OpenSUSE (formerly SUSE Linux) is a distribution specifically designed for software developers and system administrators. Installation and system configuration is a breeze with the integrated YaST tool. This allows you to install all the '-devel' packages needed by developers with one click.
OpenSUSE comes preinstalled with all the basic tools a software developer needs, such as the Vim and Emacs text editors, build automation tools such as CMake and packaging tools like RPM. The operating system also comes with OBS (Open Build Service), a tool for developers to build software for various distros and platforms.
Arch Linux offers a powerful level of customisation during setup, allowing you to download and install only the packages you need. While this is definitely not for newbies to coding, the fact you can install only a minimal number of programs on your machine using the Arch Build System and Arch User Repository, reduces the possibility of anything interfering with your coding.
This means, for instance, that you can install a barebones window manager like i3 to be certain your system will respond quickly when using your chosen text editor. If you run into difficulty, the Arch Linux Wiki offers a helpful installation guide.
Named after the fast-swimming penguin, Gentoo is sometimes called a 'meta' distribution as users download and compile its source code manually according to their needs. This not only makes it a perfect match for the hardware requirements of your machine, but it allows you to decide exactly which versions of packages can be installed.
Gentoo suffered a minor setback a few years ago when its comprehensive Wiki went offline. Fortunately, it has since been restored and now includes the official Gentoo handbook. There's also a small diehard Gentoo following on Reddit if you need further help.
Solus is special in that it's one of the few Irish Linux distros, and also because it follows a curated rolling release model. The advantage of this is that once you've installed the OS, you can keep running updates rather than a major upgrade. Solus, however, tries to avoid installing extremely recent packages and beta software to maintain system stability.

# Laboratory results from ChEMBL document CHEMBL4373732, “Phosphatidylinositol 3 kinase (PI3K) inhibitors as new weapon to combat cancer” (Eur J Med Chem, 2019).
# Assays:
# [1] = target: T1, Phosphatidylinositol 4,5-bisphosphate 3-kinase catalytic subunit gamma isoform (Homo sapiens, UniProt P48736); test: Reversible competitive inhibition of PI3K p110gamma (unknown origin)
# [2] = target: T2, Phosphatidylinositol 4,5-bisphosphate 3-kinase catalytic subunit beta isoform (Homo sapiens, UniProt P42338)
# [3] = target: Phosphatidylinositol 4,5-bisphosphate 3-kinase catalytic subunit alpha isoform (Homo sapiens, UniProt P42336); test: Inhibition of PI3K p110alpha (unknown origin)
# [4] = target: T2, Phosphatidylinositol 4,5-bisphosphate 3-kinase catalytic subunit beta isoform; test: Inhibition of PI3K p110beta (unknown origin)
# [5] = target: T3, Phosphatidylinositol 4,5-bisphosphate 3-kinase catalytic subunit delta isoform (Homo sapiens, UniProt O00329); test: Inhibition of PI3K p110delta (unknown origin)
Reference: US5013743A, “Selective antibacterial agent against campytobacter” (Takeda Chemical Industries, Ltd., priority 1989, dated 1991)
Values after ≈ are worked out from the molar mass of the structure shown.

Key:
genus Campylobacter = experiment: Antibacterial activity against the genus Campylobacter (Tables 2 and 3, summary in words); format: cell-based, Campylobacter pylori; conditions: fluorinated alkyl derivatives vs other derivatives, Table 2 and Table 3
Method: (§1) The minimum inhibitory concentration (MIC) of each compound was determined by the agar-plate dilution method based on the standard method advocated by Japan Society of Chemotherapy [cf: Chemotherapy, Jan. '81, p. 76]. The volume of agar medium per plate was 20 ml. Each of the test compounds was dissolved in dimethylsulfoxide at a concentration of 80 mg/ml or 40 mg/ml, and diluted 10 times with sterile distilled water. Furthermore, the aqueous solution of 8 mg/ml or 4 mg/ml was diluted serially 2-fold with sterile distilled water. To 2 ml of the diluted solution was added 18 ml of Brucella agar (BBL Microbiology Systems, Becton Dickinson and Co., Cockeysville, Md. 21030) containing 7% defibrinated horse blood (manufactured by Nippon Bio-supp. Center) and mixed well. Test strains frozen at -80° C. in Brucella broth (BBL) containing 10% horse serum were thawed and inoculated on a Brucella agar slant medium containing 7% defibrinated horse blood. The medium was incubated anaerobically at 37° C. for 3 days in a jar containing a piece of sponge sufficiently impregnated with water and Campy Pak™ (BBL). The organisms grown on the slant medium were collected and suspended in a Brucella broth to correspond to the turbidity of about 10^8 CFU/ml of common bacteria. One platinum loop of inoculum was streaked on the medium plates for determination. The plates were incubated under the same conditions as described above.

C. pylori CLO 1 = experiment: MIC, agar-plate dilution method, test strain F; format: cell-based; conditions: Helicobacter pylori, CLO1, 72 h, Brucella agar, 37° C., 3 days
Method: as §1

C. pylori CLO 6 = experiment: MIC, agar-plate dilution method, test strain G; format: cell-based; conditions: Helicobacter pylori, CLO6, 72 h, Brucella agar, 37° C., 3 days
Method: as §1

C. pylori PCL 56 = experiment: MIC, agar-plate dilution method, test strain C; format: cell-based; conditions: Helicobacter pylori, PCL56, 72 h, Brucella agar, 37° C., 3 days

Solus supports several editors and IDEs such as Atom, Idea and Gnome Builder, as well as the Git GUI, GitKraken. The Solus project website also claims that the OS supports a number of programming languages such as Go, Rust, PHP, Node.js and Ruby.
Puppy Linux is an extremely lightweight distro based on either Ubuntu or Slackware. The entire OS is only around 330MB in size, meaning it can be run entirely in RAM as well as installed to an ordinary hard disk. It comes with a minimal number of packages, although you can add more, such as devx which contains various development tools.
The Puppy Linux 'Wikka' details the programming languages supported by the OS. One notable language is BaCon, which can convert code written in BASIC to C.
The Wikka also has an extensive selection of tutorials on writing Bash scripts and getting started with Python.
Raspbian is the default operating system which is included with the Raspberry Pi. As the Pi was designed as an educational tool, Raspbian is the perfect OS for those interested in getting started with coding.
The Raspberry Pi website hosts some impressive guides on using the visual programming tool Scratch, which is used to create animations and games. There's also an excellent section on getting started with Python, which is supported out of the box.
Younger coders might prefer to learn to use the programming language for Minecraft Pi, a mini-version of the highly popular sandbox game.